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Should you switch to a tankless water heater?

tankless water heater
Hot water is a hot topic for homeowners these days…

According to the Department of Energy, water heating accounts for as much as 25 percent of the average home’s energy expenses – and in some cases even more. As a result, more homeowners are on the lookout for energy-conserving hot water solutions.

What is a tankless water heater?

Tankless water heaters (also known as instantaneous or demand water heaters) are currently the most popular energy-efficient, eco-friendly option for water heating.

Like the name suggests, tankless water heaters are able to provide an almost endless stream of hot water while occupying a much smaller space than traditional tank units.

Unlike a conventional tank that maintains a reservoir of heated water 24 hours a day, a tankless water heater only heats the water you use – which translates into lower overall energy expenditures.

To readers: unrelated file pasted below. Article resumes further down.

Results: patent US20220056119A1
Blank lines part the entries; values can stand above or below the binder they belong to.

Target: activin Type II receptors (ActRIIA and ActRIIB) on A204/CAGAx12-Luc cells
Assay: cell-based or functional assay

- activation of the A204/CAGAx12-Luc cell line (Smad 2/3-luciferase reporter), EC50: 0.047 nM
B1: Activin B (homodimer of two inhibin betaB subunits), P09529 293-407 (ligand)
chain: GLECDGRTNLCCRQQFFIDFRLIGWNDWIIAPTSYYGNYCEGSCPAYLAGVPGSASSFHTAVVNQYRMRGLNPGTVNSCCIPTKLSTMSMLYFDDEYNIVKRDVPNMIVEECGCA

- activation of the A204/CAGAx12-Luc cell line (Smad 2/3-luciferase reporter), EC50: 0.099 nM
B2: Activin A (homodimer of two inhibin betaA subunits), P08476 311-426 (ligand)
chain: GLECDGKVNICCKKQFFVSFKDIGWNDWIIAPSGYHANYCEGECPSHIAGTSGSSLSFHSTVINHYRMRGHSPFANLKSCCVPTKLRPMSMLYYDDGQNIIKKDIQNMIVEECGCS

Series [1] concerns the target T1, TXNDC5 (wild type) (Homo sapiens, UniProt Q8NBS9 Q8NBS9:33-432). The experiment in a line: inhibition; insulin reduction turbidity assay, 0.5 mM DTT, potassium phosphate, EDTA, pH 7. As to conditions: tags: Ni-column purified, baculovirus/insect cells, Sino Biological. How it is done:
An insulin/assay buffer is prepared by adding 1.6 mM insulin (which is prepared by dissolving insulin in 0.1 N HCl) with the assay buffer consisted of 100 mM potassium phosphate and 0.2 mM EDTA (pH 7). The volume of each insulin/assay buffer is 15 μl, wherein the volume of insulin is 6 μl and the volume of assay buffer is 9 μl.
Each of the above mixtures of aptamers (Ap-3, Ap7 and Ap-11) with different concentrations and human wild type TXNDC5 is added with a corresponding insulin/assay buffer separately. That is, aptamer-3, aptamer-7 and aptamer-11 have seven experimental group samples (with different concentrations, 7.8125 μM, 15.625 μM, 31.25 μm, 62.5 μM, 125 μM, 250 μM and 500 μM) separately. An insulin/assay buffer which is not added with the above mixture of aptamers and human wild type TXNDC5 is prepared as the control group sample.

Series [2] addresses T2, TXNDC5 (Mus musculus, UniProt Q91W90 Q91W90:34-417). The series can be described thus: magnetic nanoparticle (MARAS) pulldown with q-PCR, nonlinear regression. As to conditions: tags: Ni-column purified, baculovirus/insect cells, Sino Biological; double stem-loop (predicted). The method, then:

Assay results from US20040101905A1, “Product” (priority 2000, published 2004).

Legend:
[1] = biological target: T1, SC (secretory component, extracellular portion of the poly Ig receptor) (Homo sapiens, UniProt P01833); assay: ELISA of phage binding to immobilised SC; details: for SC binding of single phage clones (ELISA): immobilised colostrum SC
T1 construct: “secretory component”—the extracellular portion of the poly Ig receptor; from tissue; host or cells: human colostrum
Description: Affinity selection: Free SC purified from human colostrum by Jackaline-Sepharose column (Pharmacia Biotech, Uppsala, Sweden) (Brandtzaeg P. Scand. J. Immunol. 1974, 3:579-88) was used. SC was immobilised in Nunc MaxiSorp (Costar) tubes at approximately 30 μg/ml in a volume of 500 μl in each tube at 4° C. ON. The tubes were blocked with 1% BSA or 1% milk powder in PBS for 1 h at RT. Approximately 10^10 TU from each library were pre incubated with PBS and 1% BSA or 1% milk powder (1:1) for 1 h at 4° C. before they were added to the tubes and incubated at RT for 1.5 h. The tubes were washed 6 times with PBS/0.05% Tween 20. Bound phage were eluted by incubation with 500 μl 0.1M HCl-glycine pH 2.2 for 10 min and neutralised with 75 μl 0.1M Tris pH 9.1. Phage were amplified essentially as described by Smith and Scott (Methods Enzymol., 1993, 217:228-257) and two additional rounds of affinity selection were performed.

Some things to consider before going tankless…

Cold Climates – Not all electric tankless water heaters perform well in cold weather. A professional with experience installing tankless units will be able to identify the best water heater for your household needs.

Energy-Efficiency – Not all tankless water heaters are energy efficient. According to Energy Star, the most efficient unit has an energy factor of about .67, but some go as high as .95. However, because tankless units aren’t in use 24/7 they still result in less energy use than more efficient conventional water heaters.

Total Cost – An average tankless unit costs between $700-$1,500, compared to $300 or less with a conventional water heater.

Power Outages – Tankless water heaters still need electrical power to work – so if you experience a lot of power outages, it might not be the best fit for your home (unless you find cold showers refreshing).

Venting – Proper venting is essential to save on energy. To operate at peak efficiency, tankless units should be installed close to gas lines. This may require retrofitting to accommodate venting flue.

Home Size – If you live in a large home, you may need more than one tankless unit to meet your water heating needs.

Professional Plumber – Because there are so many nuances involved with the installation process, you should always hire a licensed plumber to install your new tankless water heater.

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